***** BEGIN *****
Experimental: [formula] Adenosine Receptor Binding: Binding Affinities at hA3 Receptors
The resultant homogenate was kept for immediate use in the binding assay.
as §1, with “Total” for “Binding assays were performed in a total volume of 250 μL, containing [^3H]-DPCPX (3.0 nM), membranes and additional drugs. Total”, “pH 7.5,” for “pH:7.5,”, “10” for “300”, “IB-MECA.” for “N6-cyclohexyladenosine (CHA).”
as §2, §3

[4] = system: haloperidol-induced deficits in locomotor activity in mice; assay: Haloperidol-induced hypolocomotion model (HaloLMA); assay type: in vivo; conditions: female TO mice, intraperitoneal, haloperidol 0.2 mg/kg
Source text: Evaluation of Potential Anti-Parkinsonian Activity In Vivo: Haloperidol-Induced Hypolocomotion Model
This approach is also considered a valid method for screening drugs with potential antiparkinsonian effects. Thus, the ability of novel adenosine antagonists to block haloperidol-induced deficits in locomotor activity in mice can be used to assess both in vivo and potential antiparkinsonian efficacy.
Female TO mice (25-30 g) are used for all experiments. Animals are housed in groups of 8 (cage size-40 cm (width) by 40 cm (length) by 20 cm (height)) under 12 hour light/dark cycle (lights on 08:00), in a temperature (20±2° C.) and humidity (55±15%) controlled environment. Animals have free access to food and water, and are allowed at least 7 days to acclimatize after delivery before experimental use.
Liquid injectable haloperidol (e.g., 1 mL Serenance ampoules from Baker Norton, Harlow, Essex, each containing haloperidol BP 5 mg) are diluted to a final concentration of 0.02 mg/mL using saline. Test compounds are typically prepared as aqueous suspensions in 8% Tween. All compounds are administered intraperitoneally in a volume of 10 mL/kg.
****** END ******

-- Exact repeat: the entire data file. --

Experimental: [formula] Adenosine Receptor Binding: Binding Affinities at hA3 Receptors
The resultant homogenate was kept for immediate use in the binding assay.
as §1, with “Total” for “Binding assays were performed in a total volume of 250 μL, containing [^3H]-DPCPX (3.0 nM), membranes and additional drugs. Total”, “pH 7.5,” for “pH:7.5,”, “10” for “300”, “IB-MECA.” for “N6-cyclohexyladenosine (CHA).”
as §2, §3

[4] = system: haloperidol-induced deficits in locomotor activity in mice; assay: Haloperidol-induced hypolocomotion model (HaloLMA); assay type: in vivo; conditions: female TO mice, intraperitoneal, haloperidol 0.2 mg/kg
Source text: Evaluation of Potential Anti-Parkinsonian Activity In Vivo: Haloperidol-Induced Hypolocomotion Model
This approach is also considered a valid method for screening drugs with potential antiparkinsonian effects. Thus, the ability of novel adenosine antagonists to block haloperidol-induced deficits in locomotor activity in mice can be used to assess both in vivo and potential antiparkinsonian efficacy.
Female TO mice (25-30 g) are used for all experiments. Animals are housed in groups of 8 (cage size-40 cm (width) by 40 cm (length) by 20 cm (height)) under 12 hour light/dark cycle (lights on 08:00), in a temperature (20±2° C.) and humidity (55±15%) controlled environment. Animals have free access to food and water, and are allowed at least 7 days to acclimatize after delivery before experimental use.
Liquid injectable haloperidol (e.g., 1 mL Serenance ampoules from Baker Norton, Harlow, Essex, each containing haloperidol BP 5 mg) are diluted to a final concentration of 0.02 mg/mL using saline. Test compounds are typically prepared as aqueous suspensions in 8% Tween. All compounds are administered intraperitoneally in a volume of 10 mL/kg.